ERG, PTEN, and perineural invasion are important biomarkers in prostate cancer. The ERG gene fusion is the most common somatic event in prostate cancer, and there is compelling evidence to suggest fusion may play a role in prostate cancer progression through its cooperation with other events or alterations (19, 20). In addition, both presence of perineural invasion and PTEN loss has been associated with worse prostate cancer outcomes (18, 19). Interestingly, in our samples we found presence of acute inflammation was inversely associated with complete PTEN loss, and previous animal study reported that loss of PTEN in tumor cells decreases T-cell trafficking into tumors (31). We did not observe any other associations between these molecular subtypes and inflammation or focal atrophy. This may be limited by statistical power, as PTEN or ERG information was only available for 689 and 828 men, respectively.

The strengths of this study include long-term follow-up, prospectively monitored and validated prostate cancer outcomes, and central pathologic review for all morphologic features, which reduces measurement error and interobserver variations. We also used distant metastases and prostate cancer–specific death to define outcomes, which are the most clinically relevant endpoints for prostate cancer. Moreover, using prostatectomy specimens provides a more comprehensive review of the tumor and therefore better accuracy in characterizing the tumor compared with biopsy or TURP specimens. However, our study has limitations to consider. First, although this is the largest study of inflammation and lethal prostate cancer to date, we had a modest number of lethal events despite long-term follow-up, limiting the statistical power to evaluate effect modifications. Second, our results may not be generalizable to other racial/ethnic groups, as white men primarily comprise the PHS and HPFS cohorts, and racial difference in inflammatory cell composition are evident (32). In particular, black men are more likely to have tumors arising in the transitional zone, which may have different types or causes of inflammation. Third, sampling bias is possible because not all slides were available for review. However, if an advanced tumor is more likely to be classified as having inflammation due to more slides reviewed, and subsequently more likely to develop lethal prostate cancer, we would expect a positive association between inflammation and lethal prostate cancer. We observed an inverse association between inflammation and lethal prostate cancer, therefore the sampling bias is likely to pull the true association toward the null. Fourth, as our pathologist was blinded to patients' information, nondifferential misclassification of inflammation or atrophy was possible, and it would also bias the association toward null. Also, as data for several potential confounders (e.g., family history) were not available, a possibility of residual confounding exists. Finally, we were only able to characterize inflammation on H & E slides according to the presence and percentage of overall lymphocytes. Future studies may want to classify inflammation with more detailed information, such as location and specific cell types present.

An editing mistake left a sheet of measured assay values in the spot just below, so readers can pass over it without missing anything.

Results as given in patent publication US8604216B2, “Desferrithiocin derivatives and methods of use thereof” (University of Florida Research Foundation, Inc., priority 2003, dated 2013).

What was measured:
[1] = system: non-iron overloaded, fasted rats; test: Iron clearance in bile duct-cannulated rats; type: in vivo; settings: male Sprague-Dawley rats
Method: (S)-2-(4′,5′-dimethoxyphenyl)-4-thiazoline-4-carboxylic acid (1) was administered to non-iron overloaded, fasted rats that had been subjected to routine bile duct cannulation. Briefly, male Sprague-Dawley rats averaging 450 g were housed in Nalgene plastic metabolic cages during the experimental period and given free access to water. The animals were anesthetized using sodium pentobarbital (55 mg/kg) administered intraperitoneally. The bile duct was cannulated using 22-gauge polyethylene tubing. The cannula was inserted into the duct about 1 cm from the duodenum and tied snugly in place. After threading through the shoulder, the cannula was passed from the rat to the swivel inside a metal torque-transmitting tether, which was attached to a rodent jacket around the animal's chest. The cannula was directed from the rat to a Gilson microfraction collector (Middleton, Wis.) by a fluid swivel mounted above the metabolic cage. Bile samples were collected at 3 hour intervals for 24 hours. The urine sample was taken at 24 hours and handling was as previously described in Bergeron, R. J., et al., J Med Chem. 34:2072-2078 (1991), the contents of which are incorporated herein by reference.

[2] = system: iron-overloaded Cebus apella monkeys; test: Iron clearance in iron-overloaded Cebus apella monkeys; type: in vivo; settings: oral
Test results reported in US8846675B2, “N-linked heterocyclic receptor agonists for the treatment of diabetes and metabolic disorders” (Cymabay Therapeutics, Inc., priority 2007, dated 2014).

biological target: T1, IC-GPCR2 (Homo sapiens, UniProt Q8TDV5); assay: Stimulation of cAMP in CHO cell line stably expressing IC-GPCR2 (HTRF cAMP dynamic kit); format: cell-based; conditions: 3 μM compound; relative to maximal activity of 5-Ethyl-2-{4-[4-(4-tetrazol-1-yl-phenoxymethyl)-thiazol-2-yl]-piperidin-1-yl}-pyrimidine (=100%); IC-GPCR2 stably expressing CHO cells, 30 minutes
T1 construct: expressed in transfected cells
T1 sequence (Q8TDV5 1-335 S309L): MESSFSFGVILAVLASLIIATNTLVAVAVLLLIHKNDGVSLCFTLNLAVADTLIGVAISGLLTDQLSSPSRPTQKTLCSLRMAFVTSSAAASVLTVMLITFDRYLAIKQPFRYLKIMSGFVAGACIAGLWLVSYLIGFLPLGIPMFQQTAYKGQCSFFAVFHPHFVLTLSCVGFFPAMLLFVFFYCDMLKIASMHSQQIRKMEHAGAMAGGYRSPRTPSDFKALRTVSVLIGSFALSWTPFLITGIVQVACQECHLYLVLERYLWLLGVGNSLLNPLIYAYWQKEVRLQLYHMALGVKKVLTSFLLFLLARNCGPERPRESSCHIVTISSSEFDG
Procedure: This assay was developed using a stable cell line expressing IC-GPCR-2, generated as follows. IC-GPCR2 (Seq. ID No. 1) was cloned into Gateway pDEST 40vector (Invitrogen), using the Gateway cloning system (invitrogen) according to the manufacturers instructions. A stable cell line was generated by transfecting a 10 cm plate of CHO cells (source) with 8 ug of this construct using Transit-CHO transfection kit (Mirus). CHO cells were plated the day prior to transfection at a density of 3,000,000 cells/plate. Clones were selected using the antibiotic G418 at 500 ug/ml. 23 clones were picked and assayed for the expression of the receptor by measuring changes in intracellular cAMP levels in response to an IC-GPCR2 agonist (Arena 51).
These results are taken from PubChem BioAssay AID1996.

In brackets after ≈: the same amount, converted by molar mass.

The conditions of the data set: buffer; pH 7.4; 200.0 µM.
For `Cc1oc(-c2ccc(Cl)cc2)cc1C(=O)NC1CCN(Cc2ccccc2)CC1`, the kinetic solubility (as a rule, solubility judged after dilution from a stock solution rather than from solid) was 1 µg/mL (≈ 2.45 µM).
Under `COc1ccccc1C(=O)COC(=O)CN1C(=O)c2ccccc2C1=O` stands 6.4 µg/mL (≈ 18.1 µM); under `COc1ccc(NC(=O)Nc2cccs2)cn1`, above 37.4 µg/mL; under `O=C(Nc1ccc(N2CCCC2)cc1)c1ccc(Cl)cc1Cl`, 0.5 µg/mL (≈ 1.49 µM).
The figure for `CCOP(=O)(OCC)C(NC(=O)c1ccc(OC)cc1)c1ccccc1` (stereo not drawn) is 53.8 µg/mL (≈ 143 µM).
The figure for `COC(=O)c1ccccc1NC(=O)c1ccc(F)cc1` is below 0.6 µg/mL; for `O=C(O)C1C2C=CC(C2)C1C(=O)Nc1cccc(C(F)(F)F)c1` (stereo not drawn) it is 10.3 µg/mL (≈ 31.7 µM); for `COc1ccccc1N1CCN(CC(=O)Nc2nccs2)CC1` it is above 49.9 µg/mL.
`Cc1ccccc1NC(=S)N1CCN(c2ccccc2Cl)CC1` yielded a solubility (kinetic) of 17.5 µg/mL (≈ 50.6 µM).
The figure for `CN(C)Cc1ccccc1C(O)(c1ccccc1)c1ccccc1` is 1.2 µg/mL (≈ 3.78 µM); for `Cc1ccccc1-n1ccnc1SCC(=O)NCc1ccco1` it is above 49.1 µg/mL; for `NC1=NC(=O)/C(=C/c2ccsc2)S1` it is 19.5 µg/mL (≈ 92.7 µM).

In summary, this study adds to evidence that the presence of inflammation, particularly chronic inflammation, in prostate cancer tissue may be associated with better prostate cancer–specific survival, while none of the atrophic lesions were associated with lethal prostate cancer. Our findings support the inclusion of chronic inflammation as a standardized component of pathologic review of prostate tissue specimens, and provide evidence for the use of these markers in prognostic prediction and treatment decisions if future studies with greater sample size confirm our results.

T.L. Lotan reports receiving a commercial research grant from Ventana/Roche and GenomeDx. E.A. Platz is an advisor for Kaiser Permanente Northern California Division of Research, Cancer Research Section. No potential conflicts of interest were disclosed by the other authors.

The Editor-in-Chief of Cancer Epidemiology, Biomarkers & Prevention is an author on this article. In keeping with AACR editorial policy, a senior member of the Cancer Epidemiology, Biomarkers & Prevention editorial team managed the consideration process for this submission and independently rendered the final decision concerning acceptability.

Conception and design: Y. Zhang, C.K. Zhou, M. Loda, A.M. De Marzo, L.A. Mucci, E.M. Ebot

Development of methodology: Y. Zhang, C.K. Zhou, M. Loda

Acquisition of data (provided animals, acquired and managed patients, provided facilities, etc.): C.K. Zhou, T.L. Lotan, M. Loda, F. Giunchi, L.A. Mucci, M. Fiorentino

Analysis and interpretation of data (e.g., statistical analysis, biostatistics, computational analysis): Y. Zhang, C.K. Zhou, E.M. Rencsok, M. Loda

Writing, review, and/or revision of the manuscript: Y. Zhang, C.K. Zhou, E.M. Rencsok, K. Fall, T.L. Lotan, M. Loda, E.A. Platz, A.M. De Marzo, L.A. Mucci, E.M. Ebot

Administrative, technical, or material support (i.e., reporting or organizing data, constructing databases): C.K. Zhou, F. Giunchi

Study supervision: L.A. Mucci, E.M. Ebot

This project was supported in part by funding from Cancer Center Support Grants from the NCI: P30 CA006516 and P30 CA006973. This project was also supported by funding from Emory, Harvard and University of Washington Prostate Cancer Biomarker Center: U01 CA113913. The Health Professionals Follow-Up Study is supported by grant number U01 CA167552. We would like to thank the participants and staff of the PHS and HPFS for their valuable contributions, as well as the following state cancer registries for their help: AL, AZ, AR, CA, CO, CT, DE, FL, GA, ID, IL, IN, IA, KY, LA, ME, MD, MA, MI, NE, NH, NJ, NY, NC, ND, OH, OK, OR, PA, RI, SC, TN, TX, VA, WA, WY.

The costs of publication of this article were defrayed in part by the payment of page charges. This article must therefore be hereby marked advertisement in accordance with 18 U.S.C. Section 1734 solely to indicate this fact.